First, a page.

“Mobile devices are wonderful things. They’re light, easy to use and operate, accessible, and available – and they’ve revolutionized the way we manage our personal and business live. But for most of us, the mobile devices provided by our employers have very strict “controls”…During a typical conference call when I need to refer to my iPad, it’s common for me to have to sign in with a password four or five times. I suspect I sign into my mobile devices several dozen times a day. I don’t lock the door to my home that often. “
Turn Your Mobiles Off
In the above example, Bruce McCuaig dispels the first first myth that mobile devices should always be on. While he acknowledges that it is indeed a pain to have to continuously log back into devices, he also notes that most of his colleagues (and people in general) see this as acceptable. In this instance, it is wiser to deal with continuous log-ins instead of leaving the device open and vulnerable.
Another point McCuaig brings up is IT's mindset of more being better. While it is possible to implement many controls for risks, it doesn't necessarily correlate to mitigation. He suggests having a level of oversight on any controls implemented. Much like only being allowed to choose one type of candy at the store, IT should limit controls to only those that are most beneficial.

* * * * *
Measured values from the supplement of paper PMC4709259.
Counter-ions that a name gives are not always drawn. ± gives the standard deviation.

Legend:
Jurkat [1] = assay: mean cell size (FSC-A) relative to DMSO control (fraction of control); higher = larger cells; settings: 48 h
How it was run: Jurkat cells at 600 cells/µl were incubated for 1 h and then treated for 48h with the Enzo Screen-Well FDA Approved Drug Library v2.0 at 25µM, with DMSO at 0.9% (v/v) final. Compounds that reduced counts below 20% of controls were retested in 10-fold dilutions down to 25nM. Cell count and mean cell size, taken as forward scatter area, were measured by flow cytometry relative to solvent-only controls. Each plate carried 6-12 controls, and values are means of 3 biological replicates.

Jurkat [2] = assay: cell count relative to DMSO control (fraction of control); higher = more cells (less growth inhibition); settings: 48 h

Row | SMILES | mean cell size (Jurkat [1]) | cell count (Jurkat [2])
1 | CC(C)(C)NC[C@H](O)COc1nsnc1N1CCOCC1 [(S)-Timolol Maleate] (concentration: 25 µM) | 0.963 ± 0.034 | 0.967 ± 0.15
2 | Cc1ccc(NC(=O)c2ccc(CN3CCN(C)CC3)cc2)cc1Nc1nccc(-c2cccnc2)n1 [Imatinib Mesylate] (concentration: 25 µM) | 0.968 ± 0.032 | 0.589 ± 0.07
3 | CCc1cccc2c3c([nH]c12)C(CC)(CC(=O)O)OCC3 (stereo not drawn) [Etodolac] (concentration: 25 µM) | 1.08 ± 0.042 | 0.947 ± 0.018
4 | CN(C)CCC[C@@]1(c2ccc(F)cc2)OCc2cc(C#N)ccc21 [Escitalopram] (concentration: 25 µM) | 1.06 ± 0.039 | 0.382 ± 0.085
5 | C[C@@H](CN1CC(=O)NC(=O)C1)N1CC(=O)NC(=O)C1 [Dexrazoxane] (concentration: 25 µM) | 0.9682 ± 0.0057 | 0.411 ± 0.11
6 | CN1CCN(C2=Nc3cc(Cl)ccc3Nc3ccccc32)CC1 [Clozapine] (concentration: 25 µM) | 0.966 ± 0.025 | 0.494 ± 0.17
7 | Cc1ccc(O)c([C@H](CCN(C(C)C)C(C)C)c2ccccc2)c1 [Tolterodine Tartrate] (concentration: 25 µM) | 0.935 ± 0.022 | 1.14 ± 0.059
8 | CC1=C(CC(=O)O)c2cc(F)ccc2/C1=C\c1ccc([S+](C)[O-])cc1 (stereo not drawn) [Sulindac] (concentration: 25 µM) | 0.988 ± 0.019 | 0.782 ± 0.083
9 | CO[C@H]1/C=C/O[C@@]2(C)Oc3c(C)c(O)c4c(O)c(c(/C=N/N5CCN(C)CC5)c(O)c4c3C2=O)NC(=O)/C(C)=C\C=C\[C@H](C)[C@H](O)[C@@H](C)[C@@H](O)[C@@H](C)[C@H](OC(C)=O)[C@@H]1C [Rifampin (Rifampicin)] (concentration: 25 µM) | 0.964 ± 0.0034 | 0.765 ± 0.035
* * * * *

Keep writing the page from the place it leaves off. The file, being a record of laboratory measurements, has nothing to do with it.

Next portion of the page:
Risk Management: Have Just Enough
McCuaig also points out that, with risk management more is not always better. McCuaig argues that controls “should be treated like medication.” Controls will be more effective if you take them only as needed. In the same vein, “just because we can” controls, according to McCuaig, are “harmful and addictive.” Just because technology is easy to use does not mean that we need to use it. Overuse of risk prevention technology can result in a reliance on devices that many not always work in our favor. Overall, McCuaig notes that analytics and driving out bad controls might be the answer. The fewer bad controls there are, the more skilled control experts are at doing their jobs.
Read the whole article here: http://blogs.sap.com/innovation/analytics/with-controls-too-much-of-a-good-thing-can-be-bad-023305